{
      unsigned int adc;
      adc = analogRead(WDIR); //get the current readings from the sensor
      //Serial.println(adc);
      if (adc < 150) return ("SSW");
      if (adc < 300) return ("S");
      if (adc < 400) return ("WSW");
      if (adc < 600) return ("SW");
      if (adc < 900) return ("WNW");
      if (adc < 1100) return ("W");
      if (adc < 1500) return ("ESE");
      if (adc < 1700) return ("SE");
      if (adc < 2250) return ("NNW");
      if (adc < 2350) return ("NW");
      if (adc < 2700) return ("ENE");
      if (adc < 3000) return ("E");
      if (adc < 3200) return ("NNE");
      if (adc < 3400) return ("NE");
      if (adc < 4000) return ("N");
    
      return ("Error");
    }
    

    You'll note there is no SSE - couldn't quite get that to work..

    2) Nextly, the UV sensor on the board is acutely sensitive to the angle at which the light is striking it - so if you really want accurate data, you are going to need to rig up some sort of servo motor to follow the sun... Sounded like too much work for me.

    3) Still on the UV sensor, just about any enclosure will wildly reduce the UV values. Tried all sorts of things - even cling film took a fair chunk out; although the error from not pointing at the sun (see 2) is much more significant.

    4) The rain sensor 'bucket' switch bounces for 2-4 actual clicks per bucket - varies randomly so tricky to calibrate for. A 200ms debounce worked nicely for me:

    const int debounceRain= 200;
    volatile long lastRainTick=0;
        void rainIRQ()
    {
      if (millis() - lastRainTick > debounceRain) rainSum++;
      lastRainTick = millis();
      //Serial.println(rainSum);
    }
    

    With the accurate counting of ticks I found the rain sensor calibration was around 0.476

    We have almost integrated this into Home Assistant using MQTT server - scope creep currently happily derailing project ;)

  • Not all sensors are the same...

    I've been trying to use the MicroMod Weather Carrier Board with the sensors from a Holman weather station https://www.holmanindustries.com.au/product/aspect-wireless-data-centre-weather-station/

    No matter what I did I could not get the anemometer to give a resistance output, either with the MicroMod Weather Carrier Board or directly with a multimeter. The wind speed sensor seemed to work, but didn't seem to be the right resistance for a reed relay.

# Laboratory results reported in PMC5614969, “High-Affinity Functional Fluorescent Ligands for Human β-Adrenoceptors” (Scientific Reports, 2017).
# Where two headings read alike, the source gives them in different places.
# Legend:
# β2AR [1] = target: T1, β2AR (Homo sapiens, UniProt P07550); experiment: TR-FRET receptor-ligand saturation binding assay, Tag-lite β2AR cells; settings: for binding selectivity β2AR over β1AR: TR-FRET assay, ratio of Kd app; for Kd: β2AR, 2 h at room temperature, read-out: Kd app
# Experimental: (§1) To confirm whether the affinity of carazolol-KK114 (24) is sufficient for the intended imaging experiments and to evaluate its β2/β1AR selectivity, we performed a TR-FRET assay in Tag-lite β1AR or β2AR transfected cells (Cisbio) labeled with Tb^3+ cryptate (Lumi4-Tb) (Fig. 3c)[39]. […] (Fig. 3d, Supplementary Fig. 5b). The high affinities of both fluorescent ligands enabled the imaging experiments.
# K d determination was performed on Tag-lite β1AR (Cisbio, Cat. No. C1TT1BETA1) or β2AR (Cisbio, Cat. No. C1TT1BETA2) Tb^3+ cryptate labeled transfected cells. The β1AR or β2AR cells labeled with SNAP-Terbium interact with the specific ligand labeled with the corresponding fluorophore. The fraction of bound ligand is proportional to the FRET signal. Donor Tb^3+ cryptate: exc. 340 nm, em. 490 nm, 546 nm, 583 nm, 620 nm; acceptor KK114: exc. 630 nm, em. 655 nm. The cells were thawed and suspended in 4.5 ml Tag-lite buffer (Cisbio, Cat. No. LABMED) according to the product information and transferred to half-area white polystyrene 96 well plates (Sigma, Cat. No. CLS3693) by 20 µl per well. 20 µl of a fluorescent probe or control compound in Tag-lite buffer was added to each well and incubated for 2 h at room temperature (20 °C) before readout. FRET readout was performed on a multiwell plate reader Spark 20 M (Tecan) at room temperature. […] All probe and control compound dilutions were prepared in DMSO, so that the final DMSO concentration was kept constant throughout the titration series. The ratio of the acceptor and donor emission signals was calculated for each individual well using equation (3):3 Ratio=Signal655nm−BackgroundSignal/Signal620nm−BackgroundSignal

So I pulled the sensors apart to have a look. From the outside, the anemometer looks identical to the one you sell, but the Holman sensors are now active. Photo of the anemometer internals: https://i.postimg.cc/Qx9thy4p/Holman-weather-station-anemometer.jpg

    The 4 wire interface for this version is:

    1. not connected

    2. Vdd - 3.3v

    3. DATA - Wind Direction output

    4. anemometer pulse

    5. GND

    6. not connected

    Obviously this sensor array does not work with your board :-(

    Update: This sensor array has a serial data stream from the anemometer, protocol currently unknown. https://i.postimg.cc/QMXK8qWh/Holman-weather-station-wind-direction-protocol.jpg

  • Anyone try this with the XA1110 (Qwiic) GPS? I cannot seem to get it to read GPS data even though it "sees" the module.

  • Gaaack!

    The MicroMod Weather Carrier Board is a PERIPHERAL, not a periphery!

    s/periphery/peripheral/g

    Thanks.

  • Been waiting for a Weather Board that works with Artemis, thank you!

    Can you add to the Hookup Guide details about using an analog capacitive soil moisture sensor (such as DFRobot's Gravity Soil Moisture Probe dfrobot.com/product-2054.html my goto soil sensor these days) via the latch terminals G0/Bus0 and A0?

    Better yet for V2 of the Weather Board is adding a jumper that bypasses the micromod connector to provide power directly from the voltage regulator to the latch terminal instead of G0/Bus0.